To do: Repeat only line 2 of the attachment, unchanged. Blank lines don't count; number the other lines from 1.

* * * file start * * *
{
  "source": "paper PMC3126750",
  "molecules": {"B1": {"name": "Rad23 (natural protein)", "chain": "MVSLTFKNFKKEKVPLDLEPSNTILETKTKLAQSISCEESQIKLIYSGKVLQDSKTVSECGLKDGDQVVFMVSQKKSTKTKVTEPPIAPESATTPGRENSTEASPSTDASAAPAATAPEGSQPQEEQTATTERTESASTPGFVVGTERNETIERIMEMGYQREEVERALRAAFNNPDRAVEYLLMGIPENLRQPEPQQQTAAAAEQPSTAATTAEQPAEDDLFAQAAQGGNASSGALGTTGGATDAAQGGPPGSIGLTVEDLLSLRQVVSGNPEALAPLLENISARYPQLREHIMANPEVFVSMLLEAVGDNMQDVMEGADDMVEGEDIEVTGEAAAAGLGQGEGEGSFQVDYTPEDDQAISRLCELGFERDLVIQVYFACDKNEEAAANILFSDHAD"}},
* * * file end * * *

  "source": "paper PMC3126750",